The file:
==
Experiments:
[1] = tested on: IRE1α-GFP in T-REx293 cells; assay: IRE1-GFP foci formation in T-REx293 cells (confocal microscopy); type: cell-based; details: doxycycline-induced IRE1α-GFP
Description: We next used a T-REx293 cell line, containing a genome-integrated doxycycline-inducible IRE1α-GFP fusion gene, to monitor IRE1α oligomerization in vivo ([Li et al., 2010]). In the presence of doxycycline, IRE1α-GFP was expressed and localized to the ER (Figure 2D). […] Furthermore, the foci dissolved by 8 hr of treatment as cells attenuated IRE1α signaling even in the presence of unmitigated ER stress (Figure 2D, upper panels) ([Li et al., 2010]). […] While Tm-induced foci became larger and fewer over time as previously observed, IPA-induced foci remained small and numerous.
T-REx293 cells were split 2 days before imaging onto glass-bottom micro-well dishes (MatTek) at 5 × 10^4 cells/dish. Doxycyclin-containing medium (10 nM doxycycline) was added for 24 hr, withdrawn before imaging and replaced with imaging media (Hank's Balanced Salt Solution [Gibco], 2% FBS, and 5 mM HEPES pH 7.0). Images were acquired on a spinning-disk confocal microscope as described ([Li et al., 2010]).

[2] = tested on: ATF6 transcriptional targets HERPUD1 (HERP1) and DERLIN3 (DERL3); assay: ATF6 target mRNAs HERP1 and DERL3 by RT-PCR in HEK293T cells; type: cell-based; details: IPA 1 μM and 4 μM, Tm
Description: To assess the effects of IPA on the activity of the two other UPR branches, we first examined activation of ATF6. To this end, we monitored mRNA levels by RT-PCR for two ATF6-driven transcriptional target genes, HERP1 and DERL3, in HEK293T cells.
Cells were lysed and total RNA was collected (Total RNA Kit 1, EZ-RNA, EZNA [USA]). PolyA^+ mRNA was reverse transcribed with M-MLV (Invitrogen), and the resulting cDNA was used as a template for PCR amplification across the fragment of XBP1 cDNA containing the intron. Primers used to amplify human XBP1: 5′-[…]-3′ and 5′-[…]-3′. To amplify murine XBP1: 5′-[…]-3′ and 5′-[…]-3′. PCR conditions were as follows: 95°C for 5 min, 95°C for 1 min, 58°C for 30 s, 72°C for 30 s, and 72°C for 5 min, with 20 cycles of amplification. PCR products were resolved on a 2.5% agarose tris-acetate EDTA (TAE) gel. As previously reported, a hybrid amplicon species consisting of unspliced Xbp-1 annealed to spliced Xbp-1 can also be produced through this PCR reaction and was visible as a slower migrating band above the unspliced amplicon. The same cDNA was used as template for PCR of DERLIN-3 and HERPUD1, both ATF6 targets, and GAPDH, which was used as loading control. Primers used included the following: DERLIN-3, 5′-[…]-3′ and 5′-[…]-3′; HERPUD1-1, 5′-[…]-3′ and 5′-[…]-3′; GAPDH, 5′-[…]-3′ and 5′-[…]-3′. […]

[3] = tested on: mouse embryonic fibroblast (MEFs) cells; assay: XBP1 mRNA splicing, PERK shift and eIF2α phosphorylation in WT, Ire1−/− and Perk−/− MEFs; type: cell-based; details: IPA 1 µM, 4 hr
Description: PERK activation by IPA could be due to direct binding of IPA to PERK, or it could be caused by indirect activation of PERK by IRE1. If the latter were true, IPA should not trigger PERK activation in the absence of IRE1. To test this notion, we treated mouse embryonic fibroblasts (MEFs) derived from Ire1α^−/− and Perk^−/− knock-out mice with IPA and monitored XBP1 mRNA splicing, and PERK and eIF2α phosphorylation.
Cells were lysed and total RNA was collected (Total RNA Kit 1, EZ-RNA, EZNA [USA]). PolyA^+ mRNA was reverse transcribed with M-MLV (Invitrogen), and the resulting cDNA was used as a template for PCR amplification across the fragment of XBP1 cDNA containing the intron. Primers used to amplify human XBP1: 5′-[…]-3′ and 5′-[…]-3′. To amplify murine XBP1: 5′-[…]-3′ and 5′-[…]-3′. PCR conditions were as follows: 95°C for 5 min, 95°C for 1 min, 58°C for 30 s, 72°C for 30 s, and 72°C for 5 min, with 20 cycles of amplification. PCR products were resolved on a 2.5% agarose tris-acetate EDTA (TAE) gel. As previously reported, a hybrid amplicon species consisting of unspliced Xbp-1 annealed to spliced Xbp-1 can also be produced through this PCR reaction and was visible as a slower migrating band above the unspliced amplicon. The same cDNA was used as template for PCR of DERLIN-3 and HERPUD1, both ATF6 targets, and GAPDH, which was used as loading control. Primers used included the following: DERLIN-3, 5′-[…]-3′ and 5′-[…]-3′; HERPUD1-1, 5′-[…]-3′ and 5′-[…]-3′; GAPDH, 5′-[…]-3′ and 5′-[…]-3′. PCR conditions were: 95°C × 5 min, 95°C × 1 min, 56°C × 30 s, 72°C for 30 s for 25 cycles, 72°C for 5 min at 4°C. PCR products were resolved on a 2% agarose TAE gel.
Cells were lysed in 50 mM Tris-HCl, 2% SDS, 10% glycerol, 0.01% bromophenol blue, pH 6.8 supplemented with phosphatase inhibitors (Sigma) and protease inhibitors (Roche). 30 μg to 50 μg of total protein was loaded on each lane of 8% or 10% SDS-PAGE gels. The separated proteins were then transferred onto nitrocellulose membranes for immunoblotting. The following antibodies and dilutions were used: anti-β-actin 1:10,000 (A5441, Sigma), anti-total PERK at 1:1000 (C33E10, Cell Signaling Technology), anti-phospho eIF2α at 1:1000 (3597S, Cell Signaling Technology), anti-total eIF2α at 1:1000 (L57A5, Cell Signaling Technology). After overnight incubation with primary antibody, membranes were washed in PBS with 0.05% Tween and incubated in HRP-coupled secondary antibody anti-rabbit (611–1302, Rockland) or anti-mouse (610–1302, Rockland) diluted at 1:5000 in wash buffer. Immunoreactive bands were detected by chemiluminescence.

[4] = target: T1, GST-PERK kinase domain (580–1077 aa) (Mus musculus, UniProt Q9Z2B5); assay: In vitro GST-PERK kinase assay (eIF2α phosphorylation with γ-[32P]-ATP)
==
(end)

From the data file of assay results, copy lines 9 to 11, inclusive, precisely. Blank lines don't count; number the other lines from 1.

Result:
Description: PERK activation by IPA could be due to direct binding of IPA to PERK, or it could be caused by indirect activation of PERK by IRE1. If the latter were true, IPA should not trigger PERK activation in the absence of IRE1. To test this notion, we treated mouse embryonic fibroblasts (MEFs) derived from Ire1α^−/− and Perk^−/− knock-out mice with IPA and monitored XBP1 mRNA splicing, and PERK and eIF2α phosphorylation.
Cells were lysed and total RNA was collected (Total RNA Kit 1, EZ-RNA, EZNA [USA]). PolyA^+ mRNA was reverse transcribed with M-MLV (Invitrogen), and the resulting cDNA was used as a template for PCR amplification across the fragment of XBP1 cDNA containing the intron. Primers used to amplify human XBP1: 5′-[…]-3′ and 5′-[…]-3′. To amplify murine XBP1: 5′-[…]-3′ and 5′-[…]-3′. PCR conditions were as follows: 95°C for 5 min, 95°C for 1 min, 58°C for 30 s, 72°C for 30 s, and 72°C for 5 min, with 20 cycles of amplification. PCR products were resolved on a 2.5% agarose tris-acetate EDTA (TAE) gel. As previously reported, a hybrid amplicon species consisting of unspliced Xbp-1 annealed to spliced Xbp-1 can also be produced through this PCR reaction and was visible as a slower migrating band above the unspliced amplicon. The same cDNA was used as template for PCR of DERLIN-3 and HERPUD1, both ATF6 targets, and GAPDH, which was used as loading control. Primers used included the following: DERLIN-3, 5′-[…]-3′ and 5′-[…]-3′; HERPUD1-1, 5′-[…]-3′ and 5′-[…]-3′; GAPDH, 5′-[…]-3′ and 5′-[…]-3′. PCR conditions were: 95°C × 5 min, 95°C × 1 min, 56°C × 30 s, 72°C for 30 s for 25 cycles, 72°C for 5 min at 4°C. PCR products were resolved on a 2% agarose TAE gel.
Cells were lysed in 50 mM Tris-HCl, 2% SDS, 10% glycerol, 0.01% bromophenol blue, pH 6.8 supplemented with phosphatase inhibitors (Sigma) and protease inhibitors (Roche). 30 μg to 50 μg of total protein was loaded on each lane of 8% or 10% SDS-PAGE gels. The separated proteins were then transferred onto nitrocellulose membranes for immunoblotting. The following antibodies and dilutions were used: anti-β-actin 1:10,000 (A5441, Sigma), anti-total PERK at 1:1000 (C33E10, Cell Signaling Technology), anti-phospho eIF2α at 1:1000 (3597S, Cell Signaling Technology), anti-total eIF2α at 1:1000 (L57A5, Cell Signaling Technology). After overnight incubation with primary antibody, membranes were washed in PBS with 0.05% Tween and incubated in HRP-coupled secondary antibody anti-rabbit (611–1302, Rockland) or anti-mouse (610–1302, Rockland) diluted at 1:5000 in wash buffer. Immunoreactive bands were detected by chemiluminescence.